Investing in Chinese state-owned enterprises carries plenty of benefits. They are the companies, after all, which are most likely to get the plum contracts, under China’s state-managed capitalist system.
But every so often, shareholders have to bite the bullet. The most recent case cropped up this week when China Railway Construction Corporation (CRCC) revealed it was taking a 4.153 billion yuan ($621 million) hit on a contract to build an 18km light railway line between holy sites around Mecca and Medina in Saudi Arabia. Given the contract was originally signed at $1.8 billion, that’s a 33pc or so overrun.
From the get-go, however, this was clearly a face project. It was China’s first major infrastructure project in Saudi Arabia and Beijing was desperate to cultivate good ties with the oil-rich Kingdom.
CRCC was responsible for design, procurement, construction, installation and testing as well as three years of operation and maintenance on the line.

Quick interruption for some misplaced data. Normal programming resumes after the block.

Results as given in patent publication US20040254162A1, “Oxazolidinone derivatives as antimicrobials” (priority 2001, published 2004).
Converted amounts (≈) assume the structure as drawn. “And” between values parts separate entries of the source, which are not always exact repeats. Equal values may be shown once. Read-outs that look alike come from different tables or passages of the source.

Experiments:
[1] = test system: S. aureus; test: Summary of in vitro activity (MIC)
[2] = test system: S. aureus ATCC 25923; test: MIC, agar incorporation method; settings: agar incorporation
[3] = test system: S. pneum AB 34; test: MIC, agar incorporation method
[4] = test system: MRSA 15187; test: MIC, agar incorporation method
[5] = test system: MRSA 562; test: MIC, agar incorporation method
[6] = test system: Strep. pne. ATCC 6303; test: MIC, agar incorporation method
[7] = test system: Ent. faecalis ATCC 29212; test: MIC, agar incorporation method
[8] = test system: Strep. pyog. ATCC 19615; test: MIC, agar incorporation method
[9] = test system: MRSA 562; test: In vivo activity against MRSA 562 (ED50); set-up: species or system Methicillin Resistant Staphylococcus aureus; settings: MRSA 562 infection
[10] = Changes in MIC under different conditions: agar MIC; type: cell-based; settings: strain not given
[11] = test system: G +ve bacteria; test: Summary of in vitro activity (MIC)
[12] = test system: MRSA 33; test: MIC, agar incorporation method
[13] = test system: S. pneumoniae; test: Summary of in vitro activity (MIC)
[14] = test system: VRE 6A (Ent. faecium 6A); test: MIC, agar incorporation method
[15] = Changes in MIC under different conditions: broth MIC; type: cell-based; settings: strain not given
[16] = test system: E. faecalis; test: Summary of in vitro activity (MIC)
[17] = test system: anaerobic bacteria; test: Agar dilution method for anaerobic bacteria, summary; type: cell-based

However, the Saudis apparently changed the plan to boost the line’s capacity and delayed land purchases, adding to the overrun. To make sure the project was finished on time, CRCC bore the higher costs.
Now CRCC is negotiating with the Saudi government for compensation, but it’s a delicate line to tread – Beijing will not want the Saudis to be upset. With its hands tied, there’s not much CRCC can do, and shareholders sent the shares down 14%, the most since the financial crisis, on the news.